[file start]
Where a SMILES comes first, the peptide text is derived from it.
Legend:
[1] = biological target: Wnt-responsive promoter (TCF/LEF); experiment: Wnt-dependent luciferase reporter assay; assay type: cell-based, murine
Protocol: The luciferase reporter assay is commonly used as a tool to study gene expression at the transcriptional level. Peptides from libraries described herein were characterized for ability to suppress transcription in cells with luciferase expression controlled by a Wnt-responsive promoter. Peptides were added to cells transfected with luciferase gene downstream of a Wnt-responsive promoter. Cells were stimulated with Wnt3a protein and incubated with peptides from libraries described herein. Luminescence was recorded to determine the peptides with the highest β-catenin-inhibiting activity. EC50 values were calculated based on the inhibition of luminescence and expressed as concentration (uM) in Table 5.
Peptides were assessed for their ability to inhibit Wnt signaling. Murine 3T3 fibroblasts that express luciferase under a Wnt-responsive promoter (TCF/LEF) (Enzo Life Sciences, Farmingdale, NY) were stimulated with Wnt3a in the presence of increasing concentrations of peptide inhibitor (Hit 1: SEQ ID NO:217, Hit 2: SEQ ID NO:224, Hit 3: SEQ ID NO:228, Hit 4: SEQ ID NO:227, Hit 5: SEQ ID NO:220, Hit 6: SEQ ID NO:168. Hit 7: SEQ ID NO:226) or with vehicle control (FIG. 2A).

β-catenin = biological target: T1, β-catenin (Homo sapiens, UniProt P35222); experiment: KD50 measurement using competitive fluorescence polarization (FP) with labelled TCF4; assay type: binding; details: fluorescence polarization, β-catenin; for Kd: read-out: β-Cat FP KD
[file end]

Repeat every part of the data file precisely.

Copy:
Where a SMILES comes first, the peptide text is derived from it.
Legend:
[1] = biological target: Wnt-responsive promoter (TCF/LEF); experiment: Wnt-dependent luciferase reporter assay; assay type: cell-based, murine
Protocol: The luciferase reporter assay is commonly used as a tool to study gene expression at the transcriptional level. Peptides from libraries described herein were characterized for ability to suppress transcription in cells with luciferase expression controlled by a Wnt-responsive promoter. Peptides were added to cells transfected with luciferase gene downstream of a Wnt-responsive promoter. Cells were stimulated with Wnt3a protein and incubated with peptides from libraries described herein. Luminescence was recorded to determine the peptides with the highest β-catenin-inhibiting activity. EC50 values were calculated based on the inhibition of luminescence and expressed as concentration (uM) in Table 5.
Peptides were assessed for their ability to inhibit Wnt signaling. Murine 3T3 fibroblasts that express luciferase under a Wnt-responsive promoter (TCF/LEF) (Enzo Life Sciences, Farmingdale, NY) were stimulated with Wnt3a in the presence of increasing concentrations of peptide inhibitor (Hit 1: SEQ ID NO:217, Hit 2: SEQ ID NO:224, Hit 3: SEQ ID NO:228, Hit 4: SEQ ID NO:227, Hit 5: SEQ ID NO:220, Hit 6: SEQ ID NO:168. Hit 7: SEQ ID NO:226) or with vehicle control (FIG. 2A).

β-catenin = biological target: T1, β-catenin (Homo sapiens, UniProt P35222); experiment: KD50 measurement using competitive fluorescence polarization (FP) with labelled TCF4; assay type: binding; details: fluorescence polarization, β-catenin; for Kd: read-out: β-Cat FP KD